From 1832 to 1848, Tita lived in the Chiltern Vale in Buckinghamshire, serving in the household of Benjamin Disraeli’s parents. But despite his advancing years, he still managed to get himself into scrapes: he was hauled in front of magistrates, accused of attacking one of the local lads in the village (of which he was found innocent) and quarrelled with staff who were then sacked. He almost eloped with one lady’s maid and secretly married another whilst still in service, and he was well known for taking impromptu holidays down to London to visit old friends. Amazingly enough, the D’Israelis even put off house guests one Christmas so Tita could ‘enjoy the holidays’.
Throughout his career Tita always regarded himself as an ‘obedient, faithful servant’, even though the evidence suggests he was rather negligent of the niceties required of an effective valet, and rather managed his masters than the other way round. He spent nearly 30 years in the service of others – six years with Byron, six or so with Lewis, Shelley, Hobhouse and others, and sixteen with the D’Israeli family. After this he turned his back on valeting, and spent the last twenty six years of his life at the Board of Control, later the India Office.
By the time he died, he had been immortalised in literary works great and small. Firstly by Byron as ‘Beppo’ and subsequently in Don Juan. Then as himself in Samuel Rogers’ poem ‘Italy’, inspired by his meeting with Byron at Bologna, and then by Disraeli as the hero’s Italian valet in his autobiographical novel Contarini Fleming of 1832. And Dizzy’s father also mentions him in a revised edition of Curiosities of Literature, and he appears here and there in many more literary works besides. When he died, his passing was reported around the world. William F B Laurie, a colleague of Tita’s at the India Office and author of Sketches of Some Distinguished Anglo-Indians, first published in 1875, drew on his chapter on Tita for the columns of the Times by way of an obituary. He reminisced over the last months of his life, saying that with Tita’s passing there disappeared “a most interesting relic of the Byronic legends”. He continued:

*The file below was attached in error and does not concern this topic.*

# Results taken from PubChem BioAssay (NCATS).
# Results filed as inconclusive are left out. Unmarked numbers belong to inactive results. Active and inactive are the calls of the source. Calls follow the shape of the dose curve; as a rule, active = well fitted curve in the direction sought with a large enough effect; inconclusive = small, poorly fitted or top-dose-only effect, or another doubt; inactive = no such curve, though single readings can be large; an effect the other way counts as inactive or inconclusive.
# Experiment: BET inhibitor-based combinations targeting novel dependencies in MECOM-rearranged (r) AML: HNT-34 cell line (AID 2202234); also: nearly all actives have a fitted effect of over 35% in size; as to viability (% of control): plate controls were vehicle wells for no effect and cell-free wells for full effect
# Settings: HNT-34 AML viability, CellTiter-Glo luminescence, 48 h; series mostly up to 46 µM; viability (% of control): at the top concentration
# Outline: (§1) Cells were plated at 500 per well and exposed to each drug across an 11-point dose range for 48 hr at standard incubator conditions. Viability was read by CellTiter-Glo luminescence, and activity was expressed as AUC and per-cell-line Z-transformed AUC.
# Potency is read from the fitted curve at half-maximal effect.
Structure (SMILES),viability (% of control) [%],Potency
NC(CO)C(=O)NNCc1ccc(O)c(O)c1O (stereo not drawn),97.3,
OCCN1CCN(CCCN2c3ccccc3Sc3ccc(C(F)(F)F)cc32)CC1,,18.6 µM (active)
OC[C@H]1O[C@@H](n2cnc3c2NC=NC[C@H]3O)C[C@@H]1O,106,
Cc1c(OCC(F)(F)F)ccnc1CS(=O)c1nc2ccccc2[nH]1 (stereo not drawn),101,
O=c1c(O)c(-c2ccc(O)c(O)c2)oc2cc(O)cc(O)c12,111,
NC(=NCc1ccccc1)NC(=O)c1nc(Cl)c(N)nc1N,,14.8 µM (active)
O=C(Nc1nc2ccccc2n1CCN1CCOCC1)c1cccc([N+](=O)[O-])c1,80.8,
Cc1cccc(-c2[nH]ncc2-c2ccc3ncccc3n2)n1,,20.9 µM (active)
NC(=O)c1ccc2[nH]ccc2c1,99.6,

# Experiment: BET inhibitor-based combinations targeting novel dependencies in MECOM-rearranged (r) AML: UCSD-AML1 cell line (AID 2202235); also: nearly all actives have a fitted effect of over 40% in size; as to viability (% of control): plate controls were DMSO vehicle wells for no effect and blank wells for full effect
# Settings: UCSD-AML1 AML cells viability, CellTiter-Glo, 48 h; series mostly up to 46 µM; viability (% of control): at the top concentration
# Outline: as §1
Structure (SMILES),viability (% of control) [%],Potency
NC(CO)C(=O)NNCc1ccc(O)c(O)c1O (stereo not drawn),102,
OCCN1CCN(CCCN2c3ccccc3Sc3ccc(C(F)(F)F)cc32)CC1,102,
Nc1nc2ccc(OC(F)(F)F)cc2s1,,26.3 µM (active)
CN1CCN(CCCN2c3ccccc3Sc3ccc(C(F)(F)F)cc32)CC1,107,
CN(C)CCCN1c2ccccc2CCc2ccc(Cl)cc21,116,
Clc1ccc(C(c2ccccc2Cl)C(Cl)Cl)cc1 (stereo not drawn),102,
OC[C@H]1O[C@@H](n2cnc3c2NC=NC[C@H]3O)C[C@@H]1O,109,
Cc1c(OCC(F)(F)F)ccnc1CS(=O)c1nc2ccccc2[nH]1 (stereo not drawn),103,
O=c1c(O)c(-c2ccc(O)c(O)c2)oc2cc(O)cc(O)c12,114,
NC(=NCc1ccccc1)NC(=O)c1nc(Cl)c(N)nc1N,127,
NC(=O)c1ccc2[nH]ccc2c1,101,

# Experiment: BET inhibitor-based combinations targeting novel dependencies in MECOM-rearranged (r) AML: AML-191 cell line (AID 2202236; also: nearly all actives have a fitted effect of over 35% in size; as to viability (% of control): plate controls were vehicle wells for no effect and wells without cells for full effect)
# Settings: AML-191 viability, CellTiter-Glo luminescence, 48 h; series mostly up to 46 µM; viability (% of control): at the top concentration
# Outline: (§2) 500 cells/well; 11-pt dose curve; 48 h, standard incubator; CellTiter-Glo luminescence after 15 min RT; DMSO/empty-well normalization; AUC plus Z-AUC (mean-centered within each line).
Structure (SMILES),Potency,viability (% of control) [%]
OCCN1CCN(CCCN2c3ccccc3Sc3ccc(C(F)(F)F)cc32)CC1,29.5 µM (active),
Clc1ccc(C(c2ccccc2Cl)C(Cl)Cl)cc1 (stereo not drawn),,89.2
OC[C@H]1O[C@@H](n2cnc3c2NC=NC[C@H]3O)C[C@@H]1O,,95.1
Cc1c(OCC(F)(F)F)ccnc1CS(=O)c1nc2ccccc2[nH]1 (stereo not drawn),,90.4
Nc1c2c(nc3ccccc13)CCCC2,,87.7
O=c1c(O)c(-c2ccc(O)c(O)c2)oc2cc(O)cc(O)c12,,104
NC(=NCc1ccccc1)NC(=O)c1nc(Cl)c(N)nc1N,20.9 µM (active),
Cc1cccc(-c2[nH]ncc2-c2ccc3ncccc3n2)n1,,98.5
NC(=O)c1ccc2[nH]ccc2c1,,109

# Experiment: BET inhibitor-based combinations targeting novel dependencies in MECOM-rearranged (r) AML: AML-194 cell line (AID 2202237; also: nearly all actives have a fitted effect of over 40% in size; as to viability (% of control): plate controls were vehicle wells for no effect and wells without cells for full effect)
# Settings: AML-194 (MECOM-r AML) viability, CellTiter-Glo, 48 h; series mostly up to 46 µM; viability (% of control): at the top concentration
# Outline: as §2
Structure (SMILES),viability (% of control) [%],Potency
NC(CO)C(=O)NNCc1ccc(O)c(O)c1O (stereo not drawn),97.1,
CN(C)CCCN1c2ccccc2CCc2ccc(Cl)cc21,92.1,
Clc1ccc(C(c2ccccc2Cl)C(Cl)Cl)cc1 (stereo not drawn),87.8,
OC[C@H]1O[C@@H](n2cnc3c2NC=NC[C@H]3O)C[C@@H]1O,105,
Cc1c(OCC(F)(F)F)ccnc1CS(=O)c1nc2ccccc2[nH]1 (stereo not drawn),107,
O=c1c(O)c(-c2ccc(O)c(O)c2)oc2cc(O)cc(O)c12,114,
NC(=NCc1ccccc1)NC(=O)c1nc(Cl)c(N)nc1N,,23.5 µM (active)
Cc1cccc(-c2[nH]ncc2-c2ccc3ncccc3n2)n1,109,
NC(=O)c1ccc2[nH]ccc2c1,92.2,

During what seemed his convalescence, Falcieri occasionally hobbled down to the India Office, where I had a conversation with him a month before he died. The old fire seemed to be hovering about his eye; and I could not help thinking of ‘Tita’ as one of the few men in London who connected the past romantic and poetical age with the distracting, too-fast, and ever busy present.
Claudia Oliver is a writer and fashion designer and currently lives in Manchester. Claudia’s interest in Lord Byron began when she discovered her great-great-great-grandfather was his gondolier and bodyguard Tita Falcieri. She published her biography of his life in 2014 and a revision is due out in 2017. She has contributed to various publications and has appeared on TV and radio in connection with her research. As well as running her own business, Claudia now works at Newstead Abbey and continues to research and write about her genealogy. She is currently working on a film script about Tita’s life.